India seeks peace but will give a fitting reply if provoked: PM Modi2 min read . Updated: 18 Jun 2020, 12:58 AM IST
- Delhi sticks to demand that Chinese troops withdraw from Ladakh; foreign ministers’ bid to calm tensions fails
- Indian troops across the 3,488 km LAC have been put on high alert as have airforce stations near the border
NEW DELHI : India on Wednesday made it clear that it will not back away from its demand that Chinese troops withdraw from its territory as it readied for a deterioration in ties, with Beijing sticking to its encroachment of Indian territory.
This came after Chinese foreign ministry spokesman Zhao Lijian, in a briefing in Beijing, reiterated the Chinese claim that Galwan Valley had always been a part of Chinese territory and accused Indian troops of violating border protocols and the consensus reached at a meeting between senior military commanders on 6 June.
Ties between the two countries have deteriorated sharply over the past two days after 20 Indian troops were killed in a “violent face-off" with Chinese troops in the Galwan area of Ladakh on Monday. The casualties on both sides—though Beijing has not publicly stated the number of Chinese troops killed and injured—were the first in 45 years. The clash has also put question marks on agreements the two countries have signed to stabilize the border since 1993.
The situation on the border was discussed in a meeting chaired by defence minister Rajnath Singh with senior Indian military commanders. Singh later met Prime Minister Narendra Modi to discuss the matter, a government official said.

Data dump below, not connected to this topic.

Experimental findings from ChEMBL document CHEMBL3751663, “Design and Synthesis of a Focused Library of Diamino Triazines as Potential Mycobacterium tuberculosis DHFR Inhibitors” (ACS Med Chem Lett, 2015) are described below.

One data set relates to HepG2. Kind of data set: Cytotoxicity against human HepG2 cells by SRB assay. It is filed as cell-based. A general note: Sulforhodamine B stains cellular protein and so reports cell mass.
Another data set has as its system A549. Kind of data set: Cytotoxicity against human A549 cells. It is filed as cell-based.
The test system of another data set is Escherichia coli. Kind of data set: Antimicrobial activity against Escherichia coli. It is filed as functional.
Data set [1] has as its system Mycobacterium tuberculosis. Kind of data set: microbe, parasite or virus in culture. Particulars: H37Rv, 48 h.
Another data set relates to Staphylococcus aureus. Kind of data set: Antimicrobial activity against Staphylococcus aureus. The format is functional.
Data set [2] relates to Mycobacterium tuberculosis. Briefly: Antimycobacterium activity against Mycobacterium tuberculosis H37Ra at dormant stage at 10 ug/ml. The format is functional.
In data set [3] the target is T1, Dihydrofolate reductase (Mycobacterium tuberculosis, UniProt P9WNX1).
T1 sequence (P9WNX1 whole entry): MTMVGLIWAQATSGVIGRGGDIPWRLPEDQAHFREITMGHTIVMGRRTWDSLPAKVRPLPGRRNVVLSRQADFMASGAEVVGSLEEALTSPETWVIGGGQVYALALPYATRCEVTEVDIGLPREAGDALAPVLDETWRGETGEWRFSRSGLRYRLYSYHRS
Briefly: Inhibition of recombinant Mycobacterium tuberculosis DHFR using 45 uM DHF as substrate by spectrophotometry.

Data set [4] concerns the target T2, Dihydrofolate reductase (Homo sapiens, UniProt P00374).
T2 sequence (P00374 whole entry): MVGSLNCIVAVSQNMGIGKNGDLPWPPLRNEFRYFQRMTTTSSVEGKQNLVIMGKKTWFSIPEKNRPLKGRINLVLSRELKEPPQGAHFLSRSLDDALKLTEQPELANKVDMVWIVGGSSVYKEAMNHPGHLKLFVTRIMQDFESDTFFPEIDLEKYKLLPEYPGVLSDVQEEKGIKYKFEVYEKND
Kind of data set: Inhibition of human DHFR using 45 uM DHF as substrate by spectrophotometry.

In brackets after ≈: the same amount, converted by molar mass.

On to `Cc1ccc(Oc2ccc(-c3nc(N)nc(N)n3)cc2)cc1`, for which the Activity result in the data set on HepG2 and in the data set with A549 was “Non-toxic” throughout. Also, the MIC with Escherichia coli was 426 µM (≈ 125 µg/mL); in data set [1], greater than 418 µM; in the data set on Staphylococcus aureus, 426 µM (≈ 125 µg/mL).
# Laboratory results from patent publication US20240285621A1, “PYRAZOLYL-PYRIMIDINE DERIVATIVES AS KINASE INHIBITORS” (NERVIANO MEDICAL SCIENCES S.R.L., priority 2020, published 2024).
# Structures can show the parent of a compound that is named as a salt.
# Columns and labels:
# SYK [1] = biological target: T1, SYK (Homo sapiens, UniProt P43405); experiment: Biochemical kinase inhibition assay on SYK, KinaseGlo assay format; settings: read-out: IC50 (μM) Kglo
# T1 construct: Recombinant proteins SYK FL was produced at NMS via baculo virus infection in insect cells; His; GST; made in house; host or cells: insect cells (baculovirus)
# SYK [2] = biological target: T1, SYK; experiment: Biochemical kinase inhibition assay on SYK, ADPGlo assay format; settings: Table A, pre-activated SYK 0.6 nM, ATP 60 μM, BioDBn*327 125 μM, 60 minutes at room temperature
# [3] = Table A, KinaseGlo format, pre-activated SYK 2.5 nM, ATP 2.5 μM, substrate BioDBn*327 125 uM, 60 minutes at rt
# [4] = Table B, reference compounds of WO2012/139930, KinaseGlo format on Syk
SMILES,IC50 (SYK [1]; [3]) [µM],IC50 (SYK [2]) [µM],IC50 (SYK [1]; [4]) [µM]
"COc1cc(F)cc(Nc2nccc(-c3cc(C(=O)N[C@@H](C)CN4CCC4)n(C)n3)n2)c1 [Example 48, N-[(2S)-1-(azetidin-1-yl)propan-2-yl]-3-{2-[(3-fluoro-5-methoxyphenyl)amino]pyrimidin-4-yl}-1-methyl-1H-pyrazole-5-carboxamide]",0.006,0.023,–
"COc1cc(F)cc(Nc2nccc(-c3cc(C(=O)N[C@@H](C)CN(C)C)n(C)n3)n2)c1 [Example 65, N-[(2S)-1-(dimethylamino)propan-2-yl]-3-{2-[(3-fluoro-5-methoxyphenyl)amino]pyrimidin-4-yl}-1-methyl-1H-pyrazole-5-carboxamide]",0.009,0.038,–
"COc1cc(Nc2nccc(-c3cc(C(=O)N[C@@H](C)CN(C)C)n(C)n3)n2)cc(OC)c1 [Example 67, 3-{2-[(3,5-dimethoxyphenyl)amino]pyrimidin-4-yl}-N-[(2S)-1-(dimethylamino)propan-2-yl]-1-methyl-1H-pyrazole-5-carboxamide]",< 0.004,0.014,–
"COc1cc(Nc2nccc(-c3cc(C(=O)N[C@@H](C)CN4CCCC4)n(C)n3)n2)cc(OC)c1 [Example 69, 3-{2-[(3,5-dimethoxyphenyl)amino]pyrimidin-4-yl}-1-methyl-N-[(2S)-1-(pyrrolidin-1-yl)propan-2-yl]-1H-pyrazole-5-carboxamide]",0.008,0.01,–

Indian troops across the 3,488 kilometre LAC have been put on high alert as have airforce stations near the border.
A new round of talks on Wednesday between major general rank officers to ease tensions, ended inconclusively.
Earlier in the day, in a stern warning to Beijing, Modi said India wants peace but will give a fitting reply if provoked. “In our neighbourhood, India’s constant effort has been that differences should not become disputes," Modi said recalling an agreement reached in meetings between him and Chinese President Xi Jinping.
Jaishankar, in his telephone conversation with China’s Wang, conveyed India’s protest in the “strongest terms", an Indian foreign ministry said in a statement. China erecting a structure in Galwan Valley on India’s side of the Line of Actual Control (LAC) created further problems after the two sides decided to take steps to partially disengage on 6 June, he told Wang.
“The Chinese side (then) took pre-meditated and planned action that was directly responsible for the resulting violence and casualties. It reflected an intent to change the facts on ground in violation of all our agreements to not change the status quo," Jaishankar told the Chinese minister.
“At the conclusion of the discussion, it was agreed that the overall situation would be handled in a responsible manner, and both sides would implement the disengagement understanding of 6 June sincerely. Neither side would take any action to escalate matters and instead, ensure peace and tranquillity as per bilateral agreements and protocols," the Indian statement said.
The Chinese readout of the conversation revealed how wide the gulf was between the two sides. It said Wang told Jaishankar “the Indian forces crossed LAC again, made deliberate provocations and even violently attacked Chinese soldiers who went for negotiations," which caused the casualties.
“The adventurism of the Indian Army seriously violated agreements on border issues… We urge the Indian side to conduct a thorough investigation, hold the violators accountable, strictly discipline the frontline troops and immediately stop all provocative acts to ensure such incidents will not occur again," the Chinese readout said.